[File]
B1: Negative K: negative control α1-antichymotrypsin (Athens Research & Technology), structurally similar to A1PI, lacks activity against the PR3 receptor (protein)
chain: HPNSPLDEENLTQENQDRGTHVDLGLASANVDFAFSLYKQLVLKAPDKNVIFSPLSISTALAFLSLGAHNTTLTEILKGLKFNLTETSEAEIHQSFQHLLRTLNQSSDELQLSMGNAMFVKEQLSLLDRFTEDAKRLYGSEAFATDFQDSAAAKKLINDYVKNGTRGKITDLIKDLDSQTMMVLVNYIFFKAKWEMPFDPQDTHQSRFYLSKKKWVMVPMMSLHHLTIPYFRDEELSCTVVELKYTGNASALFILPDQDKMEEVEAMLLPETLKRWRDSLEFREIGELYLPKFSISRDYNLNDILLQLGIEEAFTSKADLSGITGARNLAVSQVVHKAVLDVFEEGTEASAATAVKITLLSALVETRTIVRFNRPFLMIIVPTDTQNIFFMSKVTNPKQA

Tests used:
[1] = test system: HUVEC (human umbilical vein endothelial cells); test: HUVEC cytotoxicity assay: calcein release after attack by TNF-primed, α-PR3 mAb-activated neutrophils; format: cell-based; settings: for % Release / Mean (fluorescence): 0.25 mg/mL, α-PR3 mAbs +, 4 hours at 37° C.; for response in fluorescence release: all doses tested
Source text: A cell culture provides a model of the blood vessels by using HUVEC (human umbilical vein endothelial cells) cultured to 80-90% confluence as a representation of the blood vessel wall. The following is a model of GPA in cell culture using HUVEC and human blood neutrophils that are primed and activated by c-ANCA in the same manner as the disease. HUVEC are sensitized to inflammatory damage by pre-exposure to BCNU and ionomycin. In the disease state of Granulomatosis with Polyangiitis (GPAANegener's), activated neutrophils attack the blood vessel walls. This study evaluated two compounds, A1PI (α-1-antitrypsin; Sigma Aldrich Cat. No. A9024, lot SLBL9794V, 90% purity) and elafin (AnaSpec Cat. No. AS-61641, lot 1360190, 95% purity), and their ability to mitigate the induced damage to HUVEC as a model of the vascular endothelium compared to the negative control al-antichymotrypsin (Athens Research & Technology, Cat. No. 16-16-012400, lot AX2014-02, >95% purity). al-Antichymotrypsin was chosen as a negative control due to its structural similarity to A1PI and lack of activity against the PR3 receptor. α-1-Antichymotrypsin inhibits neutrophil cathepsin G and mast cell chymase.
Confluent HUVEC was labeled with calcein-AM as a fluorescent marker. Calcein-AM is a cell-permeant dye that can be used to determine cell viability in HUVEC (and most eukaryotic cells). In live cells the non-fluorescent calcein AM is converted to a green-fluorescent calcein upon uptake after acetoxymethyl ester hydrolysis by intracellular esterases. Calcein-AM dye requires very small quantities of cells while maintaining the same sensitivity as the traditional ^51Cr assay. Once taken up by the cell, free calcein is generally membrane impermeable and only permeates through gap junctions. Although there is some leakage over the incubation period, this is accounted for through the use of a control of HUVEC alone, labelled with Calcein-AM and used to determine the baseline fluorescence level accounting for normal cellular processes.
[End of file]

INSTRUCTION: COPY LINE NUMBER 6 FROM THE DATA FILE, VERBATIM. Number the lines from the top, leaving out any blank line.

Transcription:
Confluent HUVEC was labeled with calcein-AM as a fluorescent marker. Calcein-AM is a cell-permeant dye that can be used to determine cell viability in HUVEC (and most eukaryotic cells). In live cells the non-fluorescent calcein AM is converted to a green-fluorescent calcein upon uptake after acetoxymethyl ester hydrolysis by intracellular esterases. Calcein-AM dye requires very small quantities of cells while maintaining the same sensitivity as the traditional ^51Cr assay. Once taken up by the cell, free calcein is generally membrane impermeable and only permeates through gap junctions. Although there is some leakage over the incubation period, this is accounted for through the use of a control of HUVEC alone, labelled with Calcein-AM and used to determine the baseline fluorescence level accounting for normal cellular processes.